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Publication numberUS2276335 A
Publication typeGrant
Publication dateMar 17, 1942
Filing dateJul 24, 1939
Priority dateJul 24, 1939
Publication numberUS 2276335 A, US 2276335A, US-A-2276335, US2276335 A, US2276335A
InventorsPeterson Raymond A
Original AssigneeCons Eng Corp
Export CitationBiBTeX, EndNote, RefMan
External Links: USPTO, USPTO Assignment, Espacenet
Method of making weathering corrections
US 2276335 A
Abstract  available in
Images(1)
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Claims  available in
Description  (OCR text may contain errors)

March 17, 1942. R. A. PETERSON 2,276,335

METHOD OF MAKING WEATHERING' CORRECTIONS Filed July 24, 1939 IPA YMOND APE mesa/v R2 BY "7M s 6; 2 a f ATTORNEYS.

Patented Mar. 17, 1942 U Ni TE METHOD OF MAKING WEATHERING CORRECTIONS Raymond A. Peterson, Altadena, Calif., assignor,

by mesne assignments, to Consolidated Engineering Corporation, Pasadena, Calif., a corporation of California Application July 24, 1939, Serial No. 286,179

4 Claims.

My invention pertains to seismic prospecting and in particular to a method for obtaining necessary information regarding the depth of the weathered layer of the earth, the time required for waves to travel vertically through the weathered layer and the wave velocity in the earth just beneath the weathered layer.

In conducting seismic exploration, waves are ordinarily received simultaneously at a plurality of receptors spaced on the surface of the earth. Due to various causes, the time of travel required for a wave to pass through the low speed surface layer, commonly known as the weathered layer, varies from one receptor to another. Numerous techniques have been developed for determining the difference in time required for waves to travel through the weathered layer at various receptor stations. Where accurate dip determinations are necessary, the weathering correction techniques heretofore used are not satisfactory because they fail to take into account the depth of the weathered layer as well as the wave travel time through the layer.

My invention overcomes the objections to prior weathering correction techniques by determining the thickness of the weathered layer, at any desired point as well as the time of travel therethrough.

The principal object of my invention is to provide a method for determining the depth to a high velocity geologic layer beneath the surface of the earth.

Another object of my invention is to determine vertical travel times in the weathered layer.

Another object is to provide a method for determining the velocity in the weathered layer.

Still another object is to provide a method for determining velocity in the high speed layer beneath the weathered layer,

Another object is to provide a method for determining the depth of the weathered layer at a plurality of horizontally spaced shot points to enable the selection of optimum shooting depths at the respective shot points.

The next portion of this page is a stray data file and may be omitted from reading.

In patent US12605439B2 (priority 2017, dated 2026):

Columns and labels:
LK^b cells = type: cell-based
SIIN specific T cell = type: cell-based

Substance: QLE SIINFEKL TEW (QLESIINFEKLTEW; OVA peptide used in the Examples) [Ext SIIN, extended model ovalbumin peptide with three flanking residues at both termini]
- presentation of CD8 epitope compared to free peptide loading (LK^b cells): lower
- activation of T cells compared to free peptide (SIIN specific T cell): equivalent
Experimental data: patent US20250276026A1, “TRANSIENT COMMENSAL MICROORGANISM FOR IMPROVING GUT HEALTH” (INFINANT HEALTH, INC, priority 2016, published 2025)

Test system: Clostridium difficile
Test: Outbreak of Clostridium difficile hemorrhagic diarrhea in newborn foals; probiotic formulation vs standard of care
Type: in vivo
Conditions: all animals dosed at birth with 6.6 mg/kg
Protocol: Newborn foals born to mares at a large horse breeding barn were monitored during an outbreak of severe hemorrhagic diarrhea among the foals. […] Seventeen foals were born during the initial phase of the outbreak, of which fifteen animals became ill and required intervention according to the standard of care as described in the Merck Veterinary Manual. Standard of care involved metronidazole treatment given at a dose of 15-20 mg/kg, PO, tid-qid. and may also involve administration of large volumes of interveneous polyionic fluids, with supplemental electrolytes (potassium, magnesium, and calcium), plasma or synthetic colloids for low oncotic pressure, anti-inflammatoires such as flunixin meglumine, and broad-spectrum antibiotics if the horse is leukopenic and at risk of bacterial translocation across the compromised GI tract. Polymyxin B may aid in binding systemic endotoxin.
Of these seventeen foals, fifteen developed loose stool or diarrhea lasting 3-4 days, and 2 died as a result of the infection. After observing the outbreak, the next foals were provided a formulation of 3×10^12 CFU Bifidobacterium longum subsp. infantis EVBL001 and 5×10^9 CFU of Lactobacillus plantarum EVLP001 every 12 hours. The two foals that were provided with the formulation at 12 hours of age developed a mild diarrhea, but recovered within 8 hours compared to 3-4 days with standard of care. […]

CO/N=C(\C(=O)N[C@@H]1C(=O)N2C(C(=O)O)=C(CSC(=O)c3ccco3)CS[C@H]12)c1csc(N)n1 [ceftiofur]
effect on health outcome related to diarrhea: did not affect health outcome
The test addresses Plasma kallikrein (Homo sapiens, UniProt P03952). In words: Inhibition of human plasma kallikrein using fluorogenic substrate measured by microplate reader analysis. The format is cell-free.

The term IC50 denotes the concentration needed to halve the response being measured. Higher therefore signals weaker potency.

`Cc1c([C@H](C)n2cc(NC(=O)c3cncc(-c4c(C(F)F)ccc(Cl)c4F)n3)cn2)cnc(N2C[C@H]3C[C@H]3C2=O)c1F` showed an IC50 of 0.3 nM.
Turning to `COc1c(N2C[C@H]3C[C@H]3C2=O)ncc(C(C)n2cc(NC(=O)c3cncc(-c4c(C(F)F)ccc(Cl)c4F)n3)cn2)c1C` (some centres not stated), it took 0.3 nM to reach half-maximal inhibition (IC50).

My invention possesses numerous other objects andfeatures of--a'dvantage, some of which, together with the foregoing, will be set forth in the following description of specific apparatus embodying and utilizing my novel method. It is therefore to be understood that my method is applicable to other apparatus, and that I do not limit myself, in any way, to the apparatus, of the present application, as I may adopt various other apparatus embodiments, utilizing the method, within the scope of the appended claims.

Referring to the drawing:

Fig. 1 is a sectional view of a part of the earth to which my invention may be applied.

Fig. 2 is a time-depth graph obtained in accordance with the method of my invention.

Fig. 3 is a plan view of a sequence of shot holes and receptor spreads used in exploration.

In general terms, my invention comprises establishing a vertical series of receptors in a drill hole at known depths, including a point somewhat deeper than the bottom of the weathered layer; establishing a shot point at a known distance spaced horizontally from the receptors; detonating an explosive at said shot point; and measuring the relative time of arrival of waves received at said receptors. From the data obtained I am able to determine the travel time through the weathered layer, the depth of the weathered layer, the velocity in the high speed layer below the weathered layer, and the velocity in the weathered layer.

Referring to Fig. l for an example of an application of my method, I drill a substantially vertical hole 3 in the weathered layer l of the earth to such a depth that the hole penetrates the sub-weathered layer 2. Into the drill hole 3, I lower a string of receptors 5 to I2 inclusive, preferably spaced at uniform intervals and at known depths below the earth surface I3. Preferably the uppermost receptor 4 is placed on the earth surface l3. Receptors 5 to I2 are attached to a multiconductor cable M which connects the receptors to separate recording elements of a recorder l5.